At Florida East Coast Railway, the fastest-growing business is trucking.
Intermodal trucking revenue is growing by double-digits as FECR plans to expand its over-the-road reach in 2012, President and CEO Jim Hertwig said.
Jacksonville, Fla.-based FECR early this year will add a second drayage relay station in Georgia to complement a facility in Savannah and strengthen its business with truckload carriers such as Werner Enterprises and Knight Transportation.
The relay stations allow truckers to drop trailers at points outside Florida where they can find a load nearby without racking up costly empty miles. “We’re trying to make it easier for them to do business with us,” Hertwig told The Journal of Commerce.
That may seem like shocking language to some shippers, but Hertwig underscores just how important rail-trucking cooperation has become in an increasingly intermodal era of tight over-the-road capacity and rising transportation costs.
The two modes, historic rivals since the 1920s, are increasingly interdependent, a trend driven by factors that include the use of multimodal transportation management systems by shippers and third-party logistics companies.
“We think of ourselves as the trucking company’s owner-operator in Florida,” said Hertwig, who worked for motor carriers such as CF Motor Freight, Con-way, Carolina Freight and Landstar System before switching to railroading.
“All we are,” Hertwig said of the truckers, “is an extension of their network.”
Make that a long extension. Truckers hauling freight south to Fort Lauderdale or Miami fret over the potential for a 350-mile empty backhaul up Interstate 95 from Miami. With more than 5.5 million residents, South Florida is a major consumer market, but not a big outbound freight market. “For every four loads going southbound, there’s only one load coming back up,” Hertwig said.
For truckers, that makes an intermodal exchange an attractive alternative to driving I-95, and shuttling loaded and empty trailers between Jacksonville and South Florida is a big part of FECR’s business. That business is getting bigger, Hertwig said, as the railroad’s network expands off-track and onto highways.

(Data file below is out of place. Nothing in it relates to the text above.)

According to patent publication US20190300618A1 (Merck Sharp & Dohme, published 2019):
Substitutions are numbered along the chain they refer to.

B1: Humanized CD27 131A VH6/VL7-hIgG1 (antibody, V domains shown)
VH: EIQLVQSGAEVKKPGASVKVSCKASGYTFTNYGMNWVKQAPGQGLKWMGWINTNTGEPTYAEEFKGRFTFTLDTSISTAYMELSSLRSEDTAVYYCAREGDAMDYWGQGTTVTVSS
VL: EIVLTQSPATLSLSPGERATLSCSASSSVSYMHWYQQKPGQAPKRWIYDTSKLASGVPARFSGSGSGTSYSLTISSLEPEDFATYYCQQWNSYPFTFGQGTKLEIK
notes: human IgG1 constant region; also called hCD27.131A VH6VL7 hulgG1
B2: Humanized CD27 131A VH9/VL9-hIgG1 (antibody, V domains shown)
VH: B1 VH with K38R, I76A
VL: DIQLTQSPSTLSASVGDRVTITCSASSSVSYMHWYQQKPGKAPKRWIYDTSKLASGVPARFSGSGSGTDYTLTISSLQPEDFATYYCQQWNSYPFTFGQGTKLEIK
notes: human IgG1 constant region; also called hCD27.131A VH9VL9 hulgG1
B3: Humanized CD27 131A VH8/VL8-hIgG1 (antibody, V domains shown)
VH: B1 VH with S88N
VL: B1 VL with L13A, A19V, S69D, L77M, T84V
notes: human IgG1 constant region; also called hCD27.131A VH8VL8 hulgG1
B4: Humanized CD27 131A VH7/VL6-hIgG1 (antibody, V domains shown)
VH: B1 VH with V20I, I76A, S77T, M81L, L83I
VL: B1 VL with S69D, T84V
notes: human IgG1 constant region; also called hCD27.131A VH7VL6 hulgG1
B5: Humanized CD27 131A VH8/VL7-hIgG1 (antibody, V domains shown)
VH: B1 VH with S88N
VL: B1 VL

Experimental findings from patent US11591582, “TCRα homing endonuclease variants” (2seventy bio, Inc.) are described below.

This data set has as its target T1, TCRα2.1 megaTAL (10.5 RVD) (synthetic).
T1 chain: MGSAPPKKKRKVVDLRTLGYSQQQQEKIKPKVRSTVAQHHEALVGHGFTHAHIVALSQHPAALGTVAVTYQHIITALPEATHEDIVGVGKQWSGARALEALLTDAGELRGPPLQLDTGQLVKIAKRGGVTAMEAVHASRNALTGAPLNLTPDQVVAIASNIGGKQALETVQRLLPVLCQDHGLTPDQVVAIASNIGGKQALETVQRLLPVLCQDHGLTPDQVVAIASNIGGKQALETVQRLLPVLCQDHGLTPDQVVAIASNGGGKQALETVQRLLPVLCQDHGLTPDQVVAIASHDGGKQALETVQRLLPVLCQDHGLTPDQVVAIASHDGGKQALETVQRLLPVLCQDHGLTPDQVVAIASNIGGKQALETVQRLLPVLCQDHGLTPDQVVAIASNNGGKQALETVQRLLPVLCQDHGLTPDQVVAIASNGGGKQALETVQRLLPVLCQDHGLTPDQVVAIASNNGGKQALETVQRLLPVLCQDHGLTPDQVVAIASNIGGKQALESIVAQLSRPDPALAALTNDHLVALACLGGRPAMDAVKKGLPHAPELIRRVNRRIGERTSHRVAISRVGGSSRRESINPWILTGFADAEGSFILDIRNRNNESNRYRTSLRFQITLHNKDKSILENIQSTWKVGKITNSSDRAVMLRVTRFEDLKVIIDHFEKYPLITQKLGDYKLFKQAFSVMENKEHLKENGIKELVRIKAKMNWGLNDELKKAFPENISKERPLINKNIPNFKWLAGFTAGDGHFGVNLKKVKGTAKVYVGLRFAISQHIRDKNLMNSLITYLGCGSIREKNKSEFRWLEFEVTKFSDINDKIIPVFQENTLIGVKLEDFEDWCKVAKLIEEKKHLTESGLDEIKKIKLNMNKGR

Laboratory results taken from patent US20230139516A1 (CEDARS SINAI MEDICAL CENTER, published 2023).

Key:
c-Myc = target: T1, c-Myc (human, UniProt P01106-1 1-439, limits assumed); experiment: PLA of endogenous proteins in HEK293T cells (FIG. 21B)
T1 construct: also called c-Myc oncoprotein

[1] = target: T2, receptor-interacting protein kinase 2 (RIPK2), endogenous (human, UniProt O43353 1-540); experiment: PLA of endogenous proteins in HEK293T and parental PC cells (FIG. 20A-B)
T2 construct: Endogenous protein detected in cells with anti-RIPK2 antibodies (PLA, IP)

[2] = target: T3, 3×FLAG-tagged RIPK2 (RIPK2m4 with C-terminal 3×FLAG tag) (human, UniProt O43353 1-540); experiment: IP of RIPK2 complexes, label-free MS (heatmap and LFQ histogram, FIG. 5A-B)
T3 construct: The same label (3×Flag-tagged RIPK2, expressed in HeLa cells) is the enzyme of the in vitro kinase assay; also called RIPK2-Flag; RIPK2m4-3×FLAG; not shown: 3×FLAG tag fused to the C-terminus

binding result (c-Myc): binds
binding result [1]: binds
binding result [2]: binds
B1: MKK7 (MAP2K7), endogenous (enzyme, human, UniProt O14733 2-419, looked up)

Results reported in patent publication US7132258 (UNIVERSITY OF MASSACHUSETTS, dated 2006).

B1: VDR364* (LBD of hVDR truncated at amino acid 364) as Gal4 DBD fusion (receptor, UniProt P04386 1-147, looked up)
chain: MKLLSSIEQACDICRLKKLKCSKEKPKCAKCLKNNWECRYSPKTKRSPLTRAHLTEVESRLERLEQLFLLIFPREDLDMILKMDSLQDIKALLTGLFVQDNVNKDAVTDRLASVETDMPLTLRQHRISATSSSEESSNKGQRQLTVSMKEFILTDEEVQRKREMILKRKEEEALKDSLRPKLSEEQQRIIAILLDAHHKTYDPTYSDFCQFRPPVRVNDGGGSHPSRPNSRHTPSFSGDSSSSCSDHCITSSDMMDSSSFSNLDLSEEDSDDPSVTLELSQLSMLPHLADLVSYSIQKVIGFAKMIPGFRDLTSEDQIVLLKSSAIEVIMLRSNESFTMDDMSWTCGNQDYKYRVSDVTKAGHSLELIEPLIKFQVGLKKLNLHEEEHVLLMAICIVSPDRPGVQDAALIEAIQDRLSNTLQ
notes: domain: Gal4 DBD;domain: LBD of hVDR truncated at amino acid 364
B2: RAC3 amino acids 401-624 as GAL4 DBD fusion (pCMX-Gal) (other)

Increased intermodal volume and stronger pricing pushed the railroad’s operating revenue up 5.5 percent in the first nine months of 2011 to $156.7 million.
FECR is piggybacking on a trend that’s benefiting all railroads. The U.S. Class I railroads handled a record number of intermodal containers in 2011, with a strong push late in the year that gave the industry a 6 percent gain in volume over 2010. Intermodal volumes kept their momentum through the holidays, with volume at major U.S. railroads shooting up 17.1 percent in the first week of 2012 compared to the previous week, according to the Association of American Railroads.
In the first nine months of 2011, intermodal loads represented 81 percent of FECR’s volume. In the third quarter, intermodal revenue surged 13.8 percent to $31.8 million, or 67 percent of its total freight revenue, on only a 1.8 percent increase in volume. Average revenue per intermodal unit increased 12 percent to $392. However, that’s still much lower than the average per unit revenue for commodities such as chemicals, $1,818; food products, $1,164; or even crushed stone, $615. FECR needs more intermodal volume as carload commodities decline in its freight mix.
That’s one reason FECR wants to work more closely with trucking companies that can easily extend its reach west and north to the Mississippi River and Ohio River Valley.
The Savannah relay was the first step. “We talked to some of our carrier partners and found they often deadheaded to Savannah from Jacksonville for freight,” he said. “We said, ‘All right, let’s open a Savannah relay.’ ” Truckers can drop off trailers in Savannah at the relay and pick up shipments from the Port of Savannah or nearby distribution centers. FEC Highway Services, the railroad’s drayage subsidiary, shuttles trailers between Savannah and Jacksonville, about 140 miles south on I-95.
The next relay station will be in Valdosta or Tifton, Ga., along I-75. That will allow FECR to source Florida-bound loads from farther north, Hertwig said.
“With 11 hours of driving time, it’s a 500- to 600-mile radius from Savannah or another point about 150 miles farther west,” he said. That radius covers an area from Memphis to Louisville, Ky., and Washington, D.C.
“We’re looking at two-day shipments from as far as the Ohio Valley to South Florida,” Hertwig said. “The trucker takes it one day; we take it another.” That can give the intermodal service a jump on traditional solo-driver truckload service, which requires the driver to take a 10-hour off-duty rest break each day.
When a trucker arrives at an FECR relay point, the railroad’s drayage arm takes the trailer to Jacksonville, where it is placed on an intermodal flatcar and sent south. “That load gets delivered while the original driver is still in bed,” Hertwig said.
New hours-of-service rules, electronic onboard recorders and higher fuel prices will pressure trucking companies and shippers to look to intermodal in Florida and other markets, he predicts. “The last thing they want,” he said, “is that driver wasting fuel or hours deadheading.”